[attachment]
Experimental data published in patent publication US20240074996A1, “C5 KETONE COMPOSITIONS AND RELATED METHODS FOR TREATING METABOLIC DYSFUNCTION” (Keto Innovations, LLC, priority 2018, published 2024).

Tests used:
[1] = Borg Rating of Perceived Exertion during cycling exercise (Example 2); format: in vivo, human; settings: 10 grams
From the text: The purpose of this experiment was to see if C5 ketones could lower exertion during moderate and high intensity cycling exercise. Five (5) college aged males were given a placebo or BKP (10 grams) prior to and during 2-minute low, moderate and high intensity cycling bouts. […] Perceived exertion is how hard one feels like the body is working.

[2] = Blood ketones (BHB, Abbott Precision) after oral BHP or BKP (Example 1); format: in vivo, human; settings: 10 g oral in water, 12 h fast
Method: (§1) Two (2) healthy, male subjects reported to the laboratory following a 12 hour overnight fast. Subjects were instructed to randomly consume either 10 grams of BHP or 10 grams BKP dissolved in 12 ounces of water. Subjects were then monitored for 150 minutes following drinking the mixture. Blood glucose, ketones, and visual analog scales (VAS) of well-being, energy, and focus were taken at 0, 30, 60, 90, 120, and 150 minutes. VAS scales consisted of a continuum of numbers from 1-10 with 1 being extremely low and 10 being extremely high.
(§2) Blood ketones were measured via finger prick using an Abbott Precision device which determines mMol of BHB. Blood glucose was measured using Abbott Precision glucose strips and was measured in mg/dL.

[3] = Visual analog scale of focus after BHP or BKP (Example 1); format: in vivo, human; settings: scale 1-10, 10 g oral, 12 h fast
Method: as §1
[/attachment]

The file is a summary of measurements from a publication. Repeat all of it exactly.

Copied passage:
Experimental data published in patent publication US20240074996A1, “C5 KETONE COMPOSITIONS AND RELATED METHODS FOR TREATING METABOLIC DYSFUNCTION” (Keto Innovations, LLC, priority 2018, published 2024).

Tests used:
[1] = Borg Rating of Perceived Exertion during cycling exercise (Example 2); format: in vivo, human; settings: 10 grams
From the text: The purpose of this experiment was to see if C5 ketones could lower exertion during moderate and high intensity cycling exercise. Five (5) college aged males were given a placebo or BKP (10 grams) prior to and during 2-minute low, moderate and high intensity cycling bouts. […] Perceived exertion is how hard one feels like the body is working.

[2] = Blood ketones (BHB, Abbott Precision) after oral BHP or BKP (Example 1); format: in vivo, human; settings: 10 g oral in water, 12 h fast
Method: (§1) Two (2) healthy, male subjects reported to the laboratory following a 12 hour overnight fast. Subjects were instructed to randomly consume either 10 grams of BHP or 10 grams BKP dissolved in 12 ounces of water. Subjects were then monitored for 150 minutes following drinking the mixture. Blood glucose, ketones, and visual analog scales (VAS) of well-being, energy, and focus were taken at 0, 30, 60, 90, 120, and 150 minutes. VAS scales consisted of a continuum of numbers from 1-10 with 1 being extremely low and 10 being extremely high.
(§2) Blood ketones were measured via finger prick using an Abbott Precision device which determines mMol of BHB. Blood glucose was measured using Abbott Precision glucose strips and was measured in mg/dL.

[3] = Visual analog scale of focus after BHP or BKP (Example 1); format: in vivo, human; settings: scale 1-10, 10 g oral, 12 h fast
Method: as §1